Sometimes we miss

Sometimes we miss.  So I missed the moon, but still I could see it in my periphery throughout the conversation I was having with the woman, a conversation that lasted the whole of the night, from moonrise to sun-up.  One thing led to another, and in the end I missed what was to be the most magnificent supermoon ever witnessed by human eyes.  Luckily, I thought as I reached the perch from which I could take in its pale yellow splendor soaking the fields with light like a stage just before the play begins, or just before it ends, I was able to catch something of it from the corner of my eye.  Sometimes we miss what would be our highest blessing due to something trivial, sometimes due to something profound.  Sometimes, we are fortunate, or unfortunate enough–it depends, really, more on what you feel you can bear missing than on what you think you deserve to see, to experience, to feel, to be witness to–to, more than know what we have missed, say because we are told the following day by someone who was properly positioned to see the beautiful thing in full, to actually taste it, to realize and be present for our missing something, from the start, when we see the thing rising in the indigo sky and we should be there, we should give up on being right for a moment and just take a good long stare at what cannot be seen again, to the end, when we would do anything, no matter how many times we have asked the cup to be passed and refused the opportunity, to become a god, put our hand on the face of the earth like the corner of a dial, and turn it so that again the moon is where it should be, time marches back, the night will not end for hours more now, even if our tampering with things in such a way will set the whole world awry.  We will gladly reconfigure everything as long as such molestation contributes to the fulfillment of our quietly-borne duty, our unannounced, undemanded, demanding duty to bear witness to the world, or at least certain elements of the world, like the moon and its vicarious light.  I would have gladly taken away that hours-long conversation with a dying woman–we are all dying, after all, but not all of us see what we are meant to see–in order to have caught anything more than a glimpse of a faint and quick sliver of that moon, in order to have caught, but for an instant like being stunned, that full moon that night, the quiet, serene, undelayed glory of it.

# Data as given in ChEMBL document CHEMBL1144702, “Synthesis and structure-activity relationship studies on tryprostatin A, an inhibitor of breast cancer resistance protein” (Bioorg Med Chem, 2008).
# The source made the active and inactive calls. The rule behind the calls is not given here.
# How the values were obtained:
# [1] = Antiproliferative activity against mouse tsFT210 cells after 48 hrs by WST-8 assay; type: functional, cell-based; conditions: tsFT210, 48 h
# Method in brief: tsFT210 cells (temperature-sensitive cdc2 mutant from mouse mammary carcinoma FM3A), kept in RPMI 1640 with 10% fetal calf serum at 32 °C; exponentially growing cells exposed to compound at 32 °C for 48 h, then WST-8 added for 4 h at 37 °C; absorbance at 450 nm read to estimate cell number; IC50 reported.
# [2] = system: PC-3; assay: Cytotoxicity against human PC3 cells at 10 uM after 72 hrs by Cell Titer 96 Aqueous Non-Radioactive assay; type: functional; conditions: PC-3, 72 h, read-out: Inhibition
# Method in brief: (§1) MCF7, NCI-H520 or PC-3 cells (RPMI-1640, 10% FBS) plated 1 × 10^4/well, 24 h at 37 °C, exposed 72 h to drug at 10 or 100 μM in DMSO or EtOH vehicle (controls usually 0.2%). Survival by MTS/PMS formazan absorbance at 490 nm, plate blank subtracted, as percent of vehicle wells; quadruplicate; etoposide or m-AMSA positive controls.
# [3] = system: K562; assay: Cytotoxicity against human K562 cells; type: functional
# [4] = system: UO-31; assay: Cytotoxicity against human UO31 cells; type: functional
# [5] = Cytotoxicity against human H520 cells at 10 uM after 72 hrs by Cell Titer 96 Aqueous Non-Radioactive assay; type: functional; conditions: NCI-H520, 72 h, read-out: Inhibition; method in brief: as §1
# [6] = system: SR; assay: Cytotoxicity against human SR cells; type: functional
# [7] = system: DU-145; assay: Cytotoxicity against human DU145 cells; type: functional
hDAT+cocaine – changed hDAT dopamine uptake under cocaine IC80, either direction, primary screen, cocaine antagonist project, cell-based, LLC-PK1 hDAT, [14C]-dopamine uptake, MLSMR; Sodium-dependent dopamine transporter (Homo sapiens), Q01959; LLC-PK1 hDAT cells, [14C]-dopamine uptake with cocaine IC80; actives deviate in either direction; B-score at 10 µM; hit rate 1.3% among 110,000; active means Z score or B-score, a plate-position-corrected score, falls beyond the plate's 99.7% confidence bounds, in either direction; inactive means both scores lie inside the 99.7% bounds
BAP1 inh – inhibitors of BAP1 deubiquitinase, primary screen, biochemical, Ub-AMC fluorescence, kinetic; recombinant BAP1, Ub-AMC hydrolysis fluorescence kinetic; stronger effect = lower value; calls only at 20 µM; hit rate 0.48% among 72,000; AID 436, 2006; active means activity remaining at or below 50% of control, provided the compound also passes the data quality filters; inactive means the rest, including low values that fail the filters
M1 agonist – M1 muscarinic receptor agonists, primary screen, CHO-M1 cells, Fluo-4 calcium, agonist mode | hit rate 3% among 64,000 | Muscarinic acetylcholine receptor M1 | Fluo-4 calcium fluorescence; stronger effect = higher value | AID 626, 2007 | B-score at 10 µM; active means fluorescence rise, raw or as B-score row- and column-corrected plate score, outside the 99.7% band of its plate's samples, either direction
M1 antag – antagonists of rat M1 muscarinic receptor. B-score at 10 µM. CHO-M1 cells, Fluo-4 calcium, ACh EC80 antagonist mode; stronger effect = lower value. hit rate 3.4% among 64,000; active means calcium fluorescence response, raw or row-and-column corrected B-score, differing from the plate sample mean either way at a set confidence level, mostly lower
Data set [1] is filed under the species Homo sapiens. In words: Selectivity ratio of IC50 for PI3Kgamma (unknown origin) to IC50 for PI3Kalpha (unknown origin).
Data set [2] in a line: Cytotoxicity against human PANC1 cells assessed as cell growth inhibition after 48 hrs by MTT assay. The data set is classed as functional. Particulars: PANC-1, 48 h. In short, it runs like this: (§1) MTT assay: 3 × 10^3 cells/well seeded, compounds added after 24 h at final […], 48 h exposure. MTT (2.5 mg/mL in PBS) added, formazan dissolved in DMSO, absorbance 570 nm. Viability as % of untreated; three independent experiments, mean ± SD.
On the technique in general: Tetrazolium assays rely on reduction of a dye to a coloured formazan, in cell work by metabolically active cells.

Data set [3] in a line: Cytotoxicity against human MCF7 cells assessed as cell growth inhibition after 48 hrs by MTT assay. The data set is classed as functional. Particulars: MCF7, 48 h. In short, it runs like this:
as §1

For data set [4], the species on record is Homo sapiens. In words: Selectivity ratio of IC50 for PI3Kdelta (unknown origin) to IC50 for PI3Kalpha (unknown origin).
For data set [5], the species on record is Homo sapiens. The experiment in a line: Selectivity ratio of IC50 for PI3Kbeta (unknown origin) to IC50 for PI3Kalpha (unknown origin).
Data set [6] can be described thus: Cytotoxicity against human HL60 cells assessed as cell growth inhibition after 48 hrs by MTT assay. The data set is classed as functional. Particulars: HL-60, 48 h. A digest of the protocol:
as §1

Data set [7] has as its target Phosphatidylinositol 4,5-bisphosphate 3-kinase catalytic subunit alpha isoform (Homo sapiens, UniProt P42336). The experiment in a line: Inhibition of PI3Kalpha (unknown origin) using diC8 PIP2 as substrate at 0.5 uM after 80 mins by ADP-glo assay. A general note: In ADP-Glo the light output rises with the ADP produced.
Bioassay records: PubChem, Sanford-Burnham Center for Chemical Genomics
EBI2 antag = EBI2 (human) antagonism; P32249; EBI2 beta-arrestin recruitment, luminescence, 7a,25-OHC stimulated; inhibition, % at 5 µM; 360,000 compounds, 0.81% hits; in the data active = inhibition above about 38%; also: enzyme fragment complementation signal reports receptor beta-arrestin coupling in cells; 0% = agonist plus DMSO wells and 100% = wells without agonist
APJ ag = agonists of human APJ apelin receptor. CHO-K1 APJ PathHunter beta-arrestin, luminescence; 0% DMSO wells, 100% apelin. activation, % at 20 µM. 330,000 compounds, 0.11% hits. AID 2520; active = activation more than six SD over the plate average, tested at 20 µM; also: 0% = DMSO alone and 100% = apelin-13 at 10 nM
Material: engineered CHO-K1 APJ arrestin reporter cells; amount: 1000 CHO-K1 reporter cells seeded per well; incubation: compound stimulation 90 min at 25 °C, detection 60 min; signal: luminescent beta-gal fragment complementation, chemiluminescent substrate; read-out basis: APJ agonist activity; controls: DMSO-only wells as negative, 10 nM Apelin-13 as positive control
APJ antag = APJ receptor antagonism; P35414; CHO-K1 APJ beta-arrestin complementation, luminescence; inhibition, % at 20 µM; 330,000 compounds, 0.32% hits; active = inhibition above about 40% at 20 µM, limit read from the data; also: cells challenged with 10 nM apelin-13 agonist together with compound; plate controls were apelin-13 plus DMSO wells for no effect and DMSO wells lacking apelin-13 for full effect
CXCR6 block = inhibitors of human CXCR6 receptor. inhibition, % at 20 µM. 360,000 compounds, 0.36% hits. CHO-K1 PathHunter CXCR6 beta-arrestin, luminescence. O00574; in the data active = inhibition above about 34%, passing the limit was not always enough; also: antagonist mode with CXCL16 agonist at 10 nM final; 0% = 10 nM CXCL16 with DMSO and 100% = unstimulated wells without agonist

1. Pussy Krampus says:

    There’s a poet, Maggie Smith who wrote about “beauty emergencies” which are those moments you stop everything you are doing, including dying, to look. It may be the super moon or a sunrise or a rainbow she’s calling her loved ones to pause for witness… but your poem reminded me of her. She was going through a divorce she said felt like death and was grieving a person who wasn’t dead, which almost seemed harder, because there’s no closure. She has to relate to him for the rest of her life and try and cope for her kids sake and make the world beautiful for them. Her advice (like the title of that particular book) to all is “Keep Moving” and stop for beauty emergencies.

    Your prose is very attentive and I don’t mean to detract/distract by paraphrasing Maggie Smith, but the feeling of having missed something while you were fully present for someone is so interestingly painful.

    Much love to you Richard Q. ❤️

    Liked by 1 person

    1. Richard Q says:

      This is in no way a diminution. In fact, I thank you for the comparison, as I feel I relate to the phrase “beauty emergenc[y]” in a great way. This piece in particular relates to that perfect phrase. “To see what our eyes are hear to see,” is one way a man dear to me put this.

      Just thank you. I hope you are enjoying things. Love to you.

      Liked by 1 person

Leave a Comment

Fill in your details below or click an icon to log in: Logo

You are commenting using your account. Log Out /  Change )

Facebook photo

You are commenting using your Facebook account. Log Out /  Change )

Connecting to %s